Employment; since the great recession of 2008 we’ve used it as a marker of everything from presidential success to economic health but what we’ve also heard the number associated with is the wellbeing of our developmentally disabled community, and the statistics haven’t been positive.
Our developmentally and intellectually disabled citizens see just 15 percent of their ranks finding gainful employment, even less find it full-time; a troubling figure that has remained a major barrier to independence for as long as it has been tracked. And its impacts extend far beyond the financial.
Employment is a proven marker of success for our young developmentally disabled adults and those who fail to find and retain it often struggle to find independence and, sadly, happiness as well.
To help, this weekend I’ll be hosting a ‘Transition 2 Independence’ conference on this very issue. For a full day, guest speakers will talk on ways to get the developmentally disabled community involved in the workforce and the broader community as well.
Through efforts like these I hope to do my part for this community, and I invite every Californian to do whatever they can – big or small – to help out as well because for our most vulnerable citizens everything from a bigger budget allocation to a wave on the street can make a positive impact.
Our government has made a commitment to these citizens, to fund services and programs that help them gain the skills needed to find that independence and, through it, find fulfilling, full-time work and integrate fully in to the broader community, another key to prolonged prosperity.
But, like so many other promises made by the state, those of the 1977 Lanterman Developmental Disabilities Act have hardly been upheld by our current Legislature who has slashed funding across the board and refused to raise outdated funding models according to increased budget revenues and inflation.
Last year, along with my colleague Assemblyman Tom Lackey, I authored Assembly Bill 1565 to, after over $1 billion in cuts, finally raise funding to the Department of Developmental Services by a modest 10 percent.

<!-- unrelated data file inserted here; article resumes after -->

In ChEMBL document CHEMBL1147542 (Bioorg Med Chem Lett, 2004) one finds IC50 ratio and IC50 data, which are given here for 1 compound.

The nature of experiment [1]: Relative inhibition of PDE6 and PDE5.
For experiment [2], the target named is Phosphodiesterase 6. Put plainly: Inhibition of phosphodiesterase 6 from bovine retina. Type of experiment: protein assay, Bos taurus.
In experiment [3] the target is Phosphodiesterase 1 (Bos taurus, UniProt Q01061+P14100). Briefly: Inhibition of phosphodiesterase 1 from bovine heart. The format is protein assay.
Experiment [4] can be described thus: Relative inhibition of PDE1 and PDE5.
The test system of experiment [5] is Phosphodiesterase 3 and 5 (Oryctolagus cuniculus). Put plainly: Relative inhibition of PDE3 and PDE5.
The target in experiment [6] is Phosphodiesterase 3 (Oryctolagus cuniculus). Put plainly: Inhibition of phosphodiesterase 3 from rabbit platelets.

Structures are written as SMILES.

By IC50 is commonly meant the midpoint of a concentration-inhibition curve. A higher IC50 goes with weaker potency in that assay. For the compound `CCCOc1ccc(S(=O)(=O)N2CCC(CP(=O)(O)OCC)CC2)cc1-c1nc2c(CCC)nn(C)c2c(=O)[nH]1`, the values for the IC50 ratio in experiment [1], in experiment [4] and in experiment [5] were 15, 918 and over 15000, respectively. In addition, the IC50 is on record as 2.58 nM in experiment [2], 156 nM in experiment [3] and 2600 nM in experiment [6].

Unfortunately the bill was unsuccessful as the Democrat-controlled Legislature chose to kill the bill, favoring social engineering and pet projects in their budget decisions. But I remain undeterred and this year I’ve introduced more legislation to help this vulnerable and underserved community within our state.
My bill, Senate Bill 283, would extend the services of our state’s network of regional centers to a group of developmentally disabled residents currently excluded by technicalities in the current law. The bill, an attempt to prepare even more of our intellectually challenged Californians for the workplace and adulthood so they too can go on to lead successful, financially stable and involved lives in our community rather than be left shut-in struggling to get by from day to day without services or help of any kind from their government.
It’s time to bring all our developmentally disabled citizens in to the fold and this bill is a huge step in that direction and is a continuance of my commitment to help this community.
I have a family member with a developmental disability and I’ve seen first-hand how, without the diligence of their parents, caretakers and caring representatives in the Legislature, these individuals who battle difficult disabilities would do alone, with no voice to represent them, no one there to help and no services available to develop coping skills and occupational abilities.
That’s why engagement between our developmentally disabled community and our SCV-wide community is so important and it’s why I invite all Santa Clarita residents to get involved and do what they can to help this group of people that